After a diagnosis is made, whether or not a problem list is developed, a treatment plan is devised. The clinician then must decide on the appropriate mechanotherapy to effectuate the goals of treatment. That in and of itself might, depending on the patient, rule out aligners and acrylic removable appliances, leaving metal and composite as the materials to choose from. At this point, if the patient has said that esthetic concerns are a nonissue, it might be possible to reduce the choice further; this would leave metal hardware to choose from. Which metal could depend on certain clinical parameters such as the availability of a particular bracket prescription in a particular metal, the preference regarding the bracket’s system of ligation, the clinician’s experience with a specific bracket, and so on. This then is coupled with the patient’s medical history vis-a-vis any known allergies. The point is that this is usually a clinical decision to be made by the clinician.
On the other hand, if the practitioner believes that there is no fundamental difference between 1 bracket and another, laying them all out for inspection like different cuts of meat and allowing the patient to choose, based on factors such as esthetics alone, shininess of the metal, size of the bracket, cost of each system, and so on, does not appear to be either illegal or unethical, although I can’t help but think that on some level and in some manner it denigrates our specialty. Imagine my interventional cardiologist showing me several types of stents, giving me a rough overview of the pluses and minuses of each, the cost for each, and telling me to pick the one I want to have placed in one of my coronary arteries. You think it’s not the same thing, but some would say that it’s pretty close. This of course brings us full circle back to the first question that dealt with allowing a patient to choose the bracket to be used.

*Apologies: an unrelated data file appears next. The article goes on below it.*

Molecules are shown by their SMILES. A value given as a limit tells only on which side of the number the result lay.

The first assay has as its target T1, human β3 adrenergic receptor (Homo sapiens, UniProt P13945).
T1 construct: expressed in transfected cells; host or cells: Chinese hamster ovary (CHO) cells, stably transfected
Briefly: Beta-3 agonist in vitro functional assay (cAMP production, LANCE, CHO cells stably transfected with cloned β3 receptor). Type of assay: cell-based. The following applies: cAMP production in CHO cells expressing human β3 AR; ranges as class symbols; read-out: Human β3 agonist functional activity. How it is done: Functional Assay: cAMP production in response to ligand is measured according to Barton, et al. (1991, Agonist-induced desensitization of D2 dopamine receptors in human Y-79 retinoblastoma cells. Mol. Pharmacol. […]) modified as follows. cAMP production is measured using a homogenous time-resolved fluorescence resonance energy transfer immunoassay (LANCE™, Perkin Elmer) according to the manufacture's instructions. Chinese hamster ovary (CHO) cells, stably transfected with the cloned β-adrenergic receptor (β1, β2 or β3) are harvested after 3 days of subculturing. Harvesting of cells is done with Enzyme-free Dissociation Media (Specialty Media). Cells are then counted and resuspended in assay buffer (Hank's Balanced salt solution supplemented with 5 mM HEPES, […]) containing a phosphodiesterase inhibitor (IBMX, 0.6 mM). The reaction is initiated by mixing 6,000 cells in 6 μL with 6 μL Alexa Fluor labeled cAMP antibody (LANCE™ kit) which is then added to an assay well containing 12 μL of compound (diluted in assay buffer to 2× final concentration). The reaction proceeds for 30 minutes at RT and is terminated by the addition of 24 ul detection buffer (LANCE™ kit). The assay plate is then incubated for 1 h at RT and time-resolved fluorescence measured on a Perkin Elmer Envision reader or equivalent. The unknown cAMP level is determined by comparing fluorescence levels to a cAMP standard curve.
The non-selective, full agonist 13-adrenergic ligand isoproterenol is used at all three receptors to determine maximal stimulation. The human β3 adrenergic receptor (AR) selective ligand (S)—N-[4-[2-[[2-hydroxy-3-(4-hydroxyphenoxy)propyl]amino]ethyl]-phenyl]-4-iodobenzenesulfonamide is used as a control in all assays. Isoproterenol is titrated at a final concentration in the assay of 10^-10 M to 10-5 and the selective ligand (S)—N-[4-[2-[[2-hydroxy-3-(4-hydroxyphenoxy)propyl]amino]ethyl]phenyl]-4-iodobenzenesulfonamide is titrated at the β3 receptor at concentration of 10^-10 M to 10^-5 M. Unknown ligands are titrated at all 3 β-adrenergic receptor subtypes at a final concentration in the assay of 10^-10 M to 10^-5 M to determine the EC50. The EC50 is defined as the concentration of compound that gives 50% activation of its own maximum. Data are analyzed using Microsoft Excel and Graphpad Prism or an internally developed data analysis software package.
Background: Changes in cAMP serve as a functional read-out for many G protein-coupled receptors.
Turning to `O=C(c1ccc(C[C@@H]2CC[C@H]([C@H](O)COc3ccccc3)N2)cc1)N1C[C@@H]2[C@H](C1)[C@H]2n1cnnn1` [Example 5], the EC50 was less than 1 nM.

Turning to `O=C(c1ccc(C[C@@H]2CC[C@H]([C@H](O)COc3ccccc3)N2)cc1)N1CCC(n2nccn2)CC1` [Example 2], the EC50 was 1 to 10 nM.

As to the third question, unfortunately, in today’s hardware supply marketplace, cost can be a factor. With titanium brackets costing more than stainless steel, ceramic brackets costing almost twice as much, and self-ligating brackets often costing double that, cost can indeed be a factor. Many doctors charge more for certain types of brackets and those not wanting to appear to be nickel and dimming their patients merely raise either their appliance fee or the overall fee to accomplish the same end result. For some patients, if given the option, the cost difference could be a real factor in appliance selection, which, depending on the specifics of the case as noted above, might or might not be contraindicated and, in the correct set of circumstances, could pose some standard of care and ethical concerns.